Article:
The Queen has revealed she once performed as a ball girl, as she made a surprise visit to Wimbledon on day 10 of the tournament.
Camilla, who was joined by her sister Annabel Elliot, met and spoke to a ball boy and two ball girls as well as staff working at the grounds before heading to the Royal Box to watch the tennis on Centre Court on Wednesday.
The Queen asked Larissa, 15, Sean, 16, and Cassie, 16, whose surnames were not given, if they had previously worked at the tennis tournament and if they were enjoying the role.
She said: “You have to be very agile. I remember doing it 100 years ago at Queen’s (Club). It is quite difficult.”
The Queen asked Sean if he was working across all of the courts for the Grand Slam championship, adding: “You must be feeling very fit.”
When Cassie said she had worked at a previous championship, Camilla joked: “So you are a bit of an expert?”
It is understood that the Queen was a ball girl for the Queen’s tournament during her time as a Queen’s Gate schoolgirl, as was Mrs Elliot.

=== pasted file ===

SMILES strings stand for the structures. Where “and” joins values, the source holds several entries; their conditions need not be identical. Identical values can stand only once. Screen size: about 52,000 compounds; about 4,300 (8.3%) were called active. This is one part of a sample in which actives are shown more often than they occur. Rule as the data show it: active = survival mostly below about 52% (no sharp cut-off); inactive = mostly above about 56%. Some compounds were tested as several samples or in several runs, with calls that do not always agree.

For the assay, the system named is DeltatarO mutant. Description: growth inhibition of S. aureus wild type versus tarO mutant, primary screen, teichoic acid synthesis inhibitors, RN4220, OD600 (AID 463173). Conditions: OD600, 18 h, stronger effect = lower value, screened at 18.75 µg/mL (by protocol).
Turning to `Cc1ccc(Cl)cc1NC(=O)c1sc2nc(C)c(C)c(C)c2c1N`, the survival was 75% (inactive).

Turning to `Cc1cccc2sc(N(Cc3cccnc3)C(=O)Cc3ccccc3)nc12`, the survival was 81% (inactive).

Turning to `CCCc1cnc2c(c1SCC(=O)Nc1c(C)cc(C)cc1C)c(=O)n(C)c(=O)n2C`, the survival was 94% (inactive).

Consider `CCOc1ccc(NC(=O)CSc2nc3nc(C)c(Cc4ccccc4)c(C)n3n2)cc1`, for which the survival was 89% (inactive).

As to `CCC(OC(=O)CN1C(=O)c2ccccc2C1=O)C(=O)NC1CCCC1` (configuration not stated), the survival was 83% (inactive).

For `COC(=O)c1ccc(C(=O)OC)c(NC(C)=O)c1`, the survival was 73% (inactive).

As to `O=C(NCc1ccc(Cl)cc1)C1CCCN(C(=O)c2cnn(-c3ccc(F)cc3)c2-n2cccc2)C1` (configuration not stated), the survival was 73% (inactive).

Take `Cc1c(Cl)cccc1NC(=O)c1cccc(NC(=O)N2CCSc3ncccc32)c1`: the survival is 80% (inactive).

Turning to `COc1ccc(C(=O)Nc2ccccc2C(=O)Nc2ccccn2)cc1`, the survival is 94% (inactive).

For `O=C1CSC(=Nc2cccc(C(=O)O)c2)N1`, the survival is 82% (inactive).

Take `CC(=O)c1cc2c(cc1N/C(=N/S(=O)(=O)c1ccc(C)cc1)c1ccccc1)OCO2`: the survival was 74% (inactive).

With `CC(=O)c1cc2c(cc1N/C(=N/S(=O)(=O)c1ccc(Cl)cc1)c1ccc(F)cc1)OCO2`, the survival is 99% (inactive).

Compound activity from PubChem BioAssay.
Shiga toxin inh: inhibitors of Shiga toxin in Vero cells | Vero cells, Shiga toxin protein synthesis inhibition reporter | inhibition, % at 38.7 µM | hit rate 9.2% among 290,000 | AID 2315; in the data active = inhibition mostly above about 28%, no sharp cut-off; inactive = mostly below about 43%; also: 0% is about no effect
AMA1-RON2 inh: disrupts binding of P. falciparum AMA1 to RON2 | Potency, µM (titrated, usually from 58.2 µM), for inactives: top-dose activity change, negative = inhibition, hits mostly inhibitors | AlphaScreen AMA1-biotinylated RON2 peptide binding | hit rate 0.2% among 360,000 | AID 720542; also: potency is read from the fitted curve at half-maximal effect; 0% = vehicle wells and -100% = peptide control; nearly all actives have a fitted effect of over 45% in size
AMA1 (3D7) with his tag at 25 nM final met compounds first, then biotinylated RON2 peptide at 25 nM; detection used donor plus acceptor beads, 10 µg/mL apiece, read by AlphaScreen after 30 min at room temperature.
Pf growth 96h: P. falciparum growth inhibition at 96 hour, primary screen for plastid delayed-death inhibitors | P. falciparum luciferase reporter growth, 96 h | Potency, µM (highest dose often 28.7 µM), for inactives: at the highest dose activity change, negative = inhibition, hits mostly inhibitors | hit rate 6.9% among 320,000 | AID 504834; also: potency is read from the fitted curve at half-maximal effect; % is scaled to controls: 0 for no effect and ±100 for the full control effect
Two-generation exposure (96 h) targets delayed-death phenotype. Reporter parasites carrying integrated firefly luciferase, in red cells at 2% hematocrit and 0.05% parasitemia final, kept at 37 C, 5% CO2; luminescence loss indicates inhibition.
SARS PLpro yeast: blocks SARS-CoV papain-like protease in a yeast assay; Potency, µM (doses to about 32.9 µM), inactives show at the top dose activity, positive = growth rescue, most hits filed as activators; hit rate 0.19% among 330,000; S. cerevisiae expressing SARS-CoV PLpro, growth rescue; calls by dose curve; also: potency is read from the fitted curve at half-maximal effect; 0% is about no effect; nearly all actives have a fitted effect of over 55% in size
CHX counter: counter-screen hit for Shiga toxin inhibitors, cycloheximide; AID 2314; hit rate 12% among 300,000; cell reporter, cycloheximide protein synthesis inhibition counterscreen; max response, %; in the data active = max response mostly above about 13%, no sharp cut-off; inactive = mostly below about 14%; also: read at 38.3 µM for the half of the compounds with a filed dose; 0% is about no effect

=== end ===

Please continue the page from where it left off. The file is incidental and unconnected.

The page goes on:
The school had a long association providing ball girls for the tournament.
The Queen also met dog handler Mark Mills, 59, and his dog Flo, who are part of the security team at Wimbledon.
Camilla smiled as she leaned down to pat Flo.
Mr Mills told the PA news agency: “(Flo) was lying down. She wasn’t going to get up for Her Majesty – Her Majesty had to get down for her.
“I suddenly thought ‘Oh my gosh, I made Her Majesty bend down to stroke her rather than she sit up for Her Majesty’.
“I’m just pleased (Flo) stayed as she was. She’s very greedy this one, and can be temperamental.”
Former British number one women’s tennis player Johanna Konta also met the Queen at Wimbledon.
Konta, who is now retired, told Camilla she had been awake throughout the night with her 10-month-old baby and explained she had had to get dressed in the dark on Wednesday morning.
The Queen asked if she was playing in the tournament and Konta said she would be part of a ladies’ invitation doubles game.
Camilla also met Teresa Harris, founder of the Learn To Love To Read literacy charity that is supported by the Wimbledon Foundation.
The Queen was wearing a white dress with black trim by Fiona Clare, with the colour a nod to traditional tennis whites.